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Personal Balance Sheet, February 2010

This article was written by in Monthly Update. 6 comments.

It’s time again for my monthly financial reporting. I’ve been posting a balance sheet online almost every month since July 2003 in order to keep myself accountable for my financial decisions. Seven years ago I was not far into my journal to financial solvency, but I was at least spending less than I was earning by then. That was not the case only a few years earlier. So I would say that tracking my progress for the last few years has been fun.

February 2010 was a short month, whether judged by the count of days or by the passage of time. This is a reminder either that I’m getting older or that I’m not leaving enough time for myself. I will be thirty-four years of age this coming month, so many readers will probably see me as young. Yet life is passing me by. At least February was a good month financially.

The stock market was volatile but ended the month on a positive note, boosting my investments. My bottom line passed $300,000 for the second time, moved by investment gains and income. I mentioned last month that income from my “side job,” that is, mostly this blog, would be unsustainable throughout the year because it included long-term deals usually not repeatable. However, I did manage to surpass January’s income without more long-term deals this month.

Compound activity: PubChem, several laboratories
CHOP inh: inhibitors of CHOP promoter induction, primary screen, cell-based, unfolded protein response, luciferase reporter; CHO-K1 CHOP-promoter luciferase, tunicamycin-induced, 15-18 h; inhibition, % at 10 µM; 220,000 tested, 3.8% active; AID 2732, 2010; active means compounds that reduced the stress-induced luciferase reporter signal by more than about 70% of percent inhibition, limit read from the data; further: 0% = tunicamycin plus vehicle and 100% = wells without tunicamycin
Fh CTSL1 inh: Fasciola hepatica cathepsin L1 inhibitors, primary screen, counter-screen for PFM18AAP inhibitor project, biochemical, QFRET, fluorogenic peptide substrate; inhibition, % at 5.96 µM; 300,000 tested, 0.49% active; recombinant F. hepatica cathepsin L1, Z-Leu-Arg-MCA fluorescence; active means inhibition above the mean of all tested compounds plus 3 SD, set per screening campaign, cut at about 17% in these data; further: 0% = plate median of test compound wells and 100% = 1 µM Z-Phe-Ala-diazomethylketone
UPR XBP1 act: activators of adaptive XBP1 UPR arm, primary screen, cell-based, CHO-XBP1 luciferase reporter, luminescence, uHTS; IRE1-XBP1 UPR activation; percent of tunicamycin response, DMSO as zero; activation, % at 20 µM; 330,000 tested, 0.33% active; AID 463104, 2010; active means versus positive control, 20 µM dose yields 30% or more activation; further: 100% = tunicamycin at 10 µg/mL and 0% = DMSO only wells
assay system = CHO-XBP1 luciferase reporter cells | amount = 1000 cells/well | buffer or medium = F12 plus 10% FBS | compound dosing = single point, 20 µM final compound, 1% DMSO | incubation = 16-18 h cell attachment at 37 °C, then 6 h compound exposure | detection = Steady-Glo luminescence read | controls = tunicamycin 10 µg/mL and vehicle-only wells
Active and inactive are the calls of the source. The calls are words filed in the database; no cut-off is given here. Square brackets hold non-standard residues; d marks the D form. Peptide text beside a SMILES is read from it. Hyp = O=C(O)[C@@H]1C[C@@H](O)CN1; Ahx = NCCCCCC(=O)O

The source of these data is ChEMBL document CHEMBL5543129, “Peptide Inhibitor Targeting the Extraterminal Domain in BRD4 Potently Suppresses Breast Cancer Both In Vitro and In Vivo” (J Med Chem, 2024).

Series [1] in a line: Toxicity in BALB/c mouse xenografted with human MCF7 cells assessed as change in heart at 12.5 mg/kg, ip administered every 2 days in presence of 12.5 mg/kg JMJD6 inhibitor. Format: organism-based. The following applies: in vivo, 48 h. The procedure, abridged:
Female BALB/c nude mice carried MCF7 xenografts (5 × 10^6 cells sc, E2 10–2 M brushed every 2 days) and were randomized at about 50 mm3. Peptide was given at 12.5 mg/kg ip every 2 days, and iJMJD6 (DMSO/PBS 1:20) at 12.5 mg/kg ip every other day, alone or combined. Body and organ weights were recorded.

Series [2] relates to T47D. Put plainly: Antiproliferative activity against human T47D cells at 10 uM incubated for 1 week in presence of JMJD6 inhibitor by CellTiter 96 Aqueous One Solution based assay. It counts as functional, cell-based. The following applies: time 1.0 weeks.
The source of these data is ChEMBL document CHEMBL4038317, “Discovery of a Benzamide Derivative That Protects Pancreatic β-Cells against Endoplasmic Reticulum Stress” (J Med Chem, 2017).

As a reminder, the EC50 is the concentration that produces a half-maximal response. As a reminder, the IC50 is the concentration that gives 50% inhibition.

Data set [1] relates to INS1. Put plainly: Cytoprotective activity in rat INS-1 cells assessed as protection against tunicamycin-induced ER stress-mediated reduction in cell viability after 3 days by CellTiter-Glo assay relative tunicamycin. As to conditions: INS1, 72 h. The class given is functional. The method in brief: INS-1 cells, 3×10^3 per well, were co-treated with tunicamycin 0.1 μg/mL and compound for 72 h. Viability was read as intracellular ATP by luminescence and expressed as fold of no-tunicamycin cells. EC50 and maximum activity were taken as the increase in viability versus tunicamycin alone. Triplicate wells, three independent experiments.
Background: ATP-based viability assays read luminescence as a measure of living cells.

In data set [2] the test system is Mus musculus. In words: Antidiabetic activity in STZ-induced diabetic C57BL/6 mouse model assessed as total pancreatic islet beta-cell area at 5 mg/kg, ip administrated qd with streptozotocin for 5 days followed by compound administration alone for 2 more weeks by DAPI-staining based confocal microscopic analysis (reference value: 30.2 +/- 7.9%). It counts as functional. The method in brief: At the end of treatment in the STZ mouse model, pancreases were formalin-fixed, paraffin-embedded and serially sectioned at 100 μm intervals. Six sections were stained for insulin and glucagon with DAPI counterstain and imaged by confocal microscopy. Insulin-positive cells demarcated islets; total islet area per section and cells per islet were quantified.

Continue reading to see my net worth report. Feel free to leave any questions.

Net Worth Balance Sheet, February 2010

Published or updated March 2, 2010. If you enjoyed this article, subscribe to the RSS feed or receive daily emails. Follow @ConsumerismComm on Twitter and visit our Facebook page for more updates.

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About the author

Luke Landes is the founder of Consumerism Commentary. He has been blogging and writing for the internet since 1995 and has been building online communities since 1991. Find out more about Luke Landes and follow him on Twitter. View all articles by .

{ 2 comments… read them below or add one }

avatar Monevator

It is very easy to feel that time is passing you by, and ironically doing something routine like tracking your wealth every month can actually make the feeling worse for psychological reasons.

(I’ve got an interesting post coming up tomorrow on my blog on a related subject, if you have two minutes spare).

The feeling that time is getting shorter is not a delusion – it’s maths. When you’re 6, a year was 1/6th of your life. At 34, it’s just 1/34th. Ouch!

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avatar Luke Landes

The monthly reports do have the effect of compressing time. I look back on last year’s February update and it feels like I just put it together the other day.

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